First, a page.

Rodney rolled his eyes. "That was free fall, not zero gee. There's no such thing, really, but the closest you could get would be interstellar space. Or intergalactic space, maybe."
"It was different, anyway. Just a couple of magnets keeping us stuck to the ship, and an invisible shield keeping us breathing?"
Rodney shuddered. "Don't remind me."
"I guess my brain's having trouble letting go of it." John flashed on an image of Rodney floating away, his arms windmilling, his face contorted as the helmet-shield failed and capillaries burst across his cheeks . . . "I don't know why it keeps bugging me," he choked, telling himself firmly that it wasn't true, it hadn't happened, it wasn't going to happen. He shouldn't have accepted those painkillers from Beckett -- maybe that was what was making his imagination so vivid, all of a sudden.
Rodney grumbled, "Well, your brain is keeping me awake. Can't you think about something else?"
"That's what I've been trying to do!"
"No, you've been trying not to think about the Daedalus," Rodney said.
How the ship had been bent back on itself, how the metal screams must have been carried along the girders as it was nearly torn in two, how the debris and air and bodies both dead and not-yet-dead must have streamed out into the monstrous nothing -- John bit back a pained gasp. He was definitely not going to be taking this drug ever again.
"That never works," Rodney went on, too tired or doped to notice his distress. "Believe me, I know about hyperactive brain processes. You have to give yourself something else to think about. Something interesting enough to hold your attention, but not too complicated. How do you normally get yourself relaxed to go to sleep?"
John didn't have to think about that very hard. His mouth quirked. "I can think of one thing . . ."
Rodney raised a brow. "Well? What is it?" Either he was in a very strange mood -- Rodney, coyly playing dumb? -- or the drugs were messing with his brain as well as John's, because he didn't seem to be getting it.
And maybe Rodney was right about the whole distraction idea, beacuse it was a relief just to show Rodney what he had in mind, to kiss away Rodney's murmurs of protest and get him to lie flat on the bed. A relief to think about nothing but his hands skimming tenderly across Rodney's bruised skin, about the taste of Rodney's cock and the optimum angle for sucking him deep.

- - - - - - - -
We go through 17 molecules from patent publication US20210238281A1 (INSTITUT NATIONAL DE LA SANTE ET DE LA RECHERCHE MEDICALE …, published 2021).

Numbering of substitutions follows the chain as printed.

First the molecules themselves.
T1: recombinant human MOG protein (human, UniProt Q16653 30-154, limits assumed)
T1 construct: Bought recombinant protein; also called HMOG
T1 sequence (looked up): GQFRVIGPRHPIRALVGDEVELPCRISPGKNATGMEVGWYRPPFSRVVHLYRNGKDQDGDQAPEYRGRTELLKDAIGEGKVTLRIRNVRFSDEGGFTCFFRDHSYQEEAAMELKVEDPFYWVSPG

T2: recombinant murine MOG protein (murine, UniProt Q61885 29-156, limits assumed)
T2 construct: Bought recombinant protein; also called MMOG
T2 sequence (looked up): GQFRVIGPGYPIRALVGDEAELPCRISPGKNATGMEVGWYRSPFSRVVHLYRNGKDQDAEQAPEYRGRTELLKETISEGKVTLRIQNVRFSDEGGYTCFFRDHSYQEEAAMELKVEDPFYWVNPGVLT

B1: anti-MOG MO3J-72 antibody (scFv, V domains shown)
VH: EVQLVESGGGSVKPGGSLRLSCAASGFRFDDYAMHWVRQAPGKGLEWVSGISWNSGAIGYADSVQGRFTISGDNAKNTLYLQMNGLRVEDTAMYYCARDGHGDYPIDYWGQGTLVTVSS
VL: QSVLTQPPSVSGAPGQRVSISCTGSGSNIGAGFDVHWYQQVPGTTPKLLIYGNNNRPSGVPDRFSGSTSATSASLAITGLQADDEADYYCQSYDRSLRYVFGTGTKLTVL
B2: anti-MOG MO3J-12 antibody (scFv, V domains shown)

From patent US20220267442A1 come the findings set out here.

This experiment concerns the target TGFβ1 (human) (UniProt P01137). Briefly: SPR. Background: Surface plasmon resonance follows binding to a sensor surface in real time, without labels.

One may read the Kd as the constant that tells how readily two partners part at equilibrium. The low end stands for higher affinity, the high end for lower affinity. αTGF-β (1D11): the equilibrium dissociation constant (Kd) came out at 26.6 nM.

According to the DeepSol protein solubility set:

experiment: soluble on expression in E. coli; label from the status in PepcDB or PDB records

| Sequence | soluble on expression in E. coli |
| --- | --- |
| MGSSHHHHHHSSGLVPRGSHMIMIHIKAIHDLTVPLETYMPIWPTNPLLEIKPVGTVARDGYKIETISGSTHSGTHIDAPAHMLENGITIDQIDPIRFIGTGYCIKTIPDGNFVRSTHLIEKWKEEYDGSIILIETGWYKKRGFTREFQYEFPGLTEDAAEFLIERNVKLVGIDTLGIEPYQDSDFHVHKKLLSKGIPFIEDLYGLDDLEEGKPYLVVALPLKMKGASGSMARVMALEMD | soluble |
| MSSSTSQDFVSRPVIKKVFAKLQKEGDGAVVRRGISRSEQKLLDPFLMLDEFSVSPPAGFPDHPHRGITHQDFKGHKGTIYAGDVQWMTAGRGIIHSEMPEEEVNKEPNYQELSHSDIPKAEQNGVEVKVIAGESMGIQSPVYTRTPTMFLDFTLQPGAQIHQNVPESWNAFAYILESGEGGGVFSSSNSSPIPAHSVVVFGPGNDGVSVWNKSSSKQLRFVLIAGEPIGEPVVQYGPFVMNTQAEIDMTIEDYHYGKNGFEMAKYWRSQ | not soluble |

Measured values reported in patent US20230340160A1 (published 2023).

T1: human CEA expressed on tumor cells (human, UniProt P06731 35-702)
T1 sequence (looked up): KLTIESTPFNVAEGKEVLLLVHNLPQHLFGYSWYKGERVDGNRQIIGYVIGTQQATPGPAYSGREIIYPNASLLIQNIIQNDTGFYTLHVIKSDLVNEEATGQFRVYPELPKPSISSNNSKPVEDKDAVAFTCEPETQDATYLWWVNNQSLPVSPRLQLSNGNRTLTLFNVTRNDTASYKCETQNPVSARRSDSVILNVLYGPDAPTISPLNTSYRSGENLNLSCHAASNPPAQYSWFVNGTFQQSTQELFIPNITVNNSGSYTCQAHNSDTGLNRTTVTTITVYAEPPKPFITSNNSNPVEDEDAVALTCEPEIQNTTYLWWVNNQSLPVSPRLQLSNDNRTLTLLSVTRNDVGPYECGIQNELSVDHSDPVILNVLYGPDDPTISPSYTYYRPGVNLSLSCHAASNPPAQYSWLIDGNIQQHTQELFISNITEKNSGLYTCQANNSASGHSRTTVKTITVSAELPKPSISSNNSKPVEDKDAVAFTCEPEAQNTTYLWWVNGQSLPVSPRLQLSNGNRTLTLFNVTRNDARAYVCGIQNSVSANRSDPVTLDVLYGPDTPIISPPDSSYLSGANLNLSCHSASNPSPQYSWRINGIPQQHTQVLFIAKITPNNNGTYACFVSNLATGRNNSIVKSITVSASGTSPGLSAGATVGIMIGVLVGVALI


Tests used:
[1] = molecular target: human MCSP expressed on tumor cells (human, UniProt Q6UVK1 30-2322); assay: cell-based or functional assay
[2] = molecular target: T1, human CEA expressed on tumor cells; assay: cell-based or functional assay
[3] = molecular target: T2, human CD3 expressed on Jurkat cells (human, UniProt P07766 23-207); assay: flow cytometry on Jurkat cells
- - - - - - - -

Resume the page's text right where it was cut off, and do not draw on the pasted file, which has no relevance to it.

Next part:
When Rodney came with a groan halfway between pain and pleasure, he stared at John, waiting. "If you make me laugh, I'll kill you."
John shifted up the bed to lie next to him. "You won't laugh," he promised, and started petting Rodney's hair. For some reason, that always seemed to soothe his post-sexual hysteria. John had noted the trick even though he usually wasn't very interested in calming Rodney down.
"What about you?" Rodney murmured around an enormous yawn.
"I'm fine," John said. He was half-hard against Rodney's hip, but it wasn't a problem. This wasn't really about sex.
It wasn't until Rodney's snuffles were well on their way to full-blown snores that John realized, no, it hadn't been sex; it had been worship. It had been love.
That thought kept him awake long after his dick had softened.
John didn't see their team leader at breakfast the next morning. He wasn't sure if he should be nervous waiting for the other shoe to drop, or if maybe Ellison wasn't going to make an issue out of it. That seemed unlikely, but a part of him relaxed just a little. Later, when Ellison caught him in the weight room, he felt like he really should have seen it coming.
The exercise options in Atlantis were pretty limited, since the expedition had not had the capacity to bring along a lot of heavy, bulky machines with them just to keep people in shape. So there was running (stair-running when the weather was bad or the long circuit of the piers got boring), sparring (hand-to-hand, fake knife fights, various martial arts, and Teyla's Athosian stick-fighting technique), and weight-lifting with a variety of equipment people had cobbled together over the past two years. John thought it was a shame no one had set up one of the enclosed harbors for swimming, but the water here was a little cold by his standards in any case.
Beckett had ordered no running, stair-climbing, or any other serious exertion until the stitches came out of John's leg in ten to twelve days. That put a crimp in John's attempts to get himself back into decent shape, which he'd been working ever since he accepted Weir's job offer. This was obviously a dangerous place, and he had to be ready for anything, and besides that he'd be damned if he admitted he couldn't keep up with a man ten years older than he was. So when his preferred running and karate practice were ruled out, John headed for the weight room. Which -- surprise, surprise -- turned out to be one of Ellison's favorite hangouts.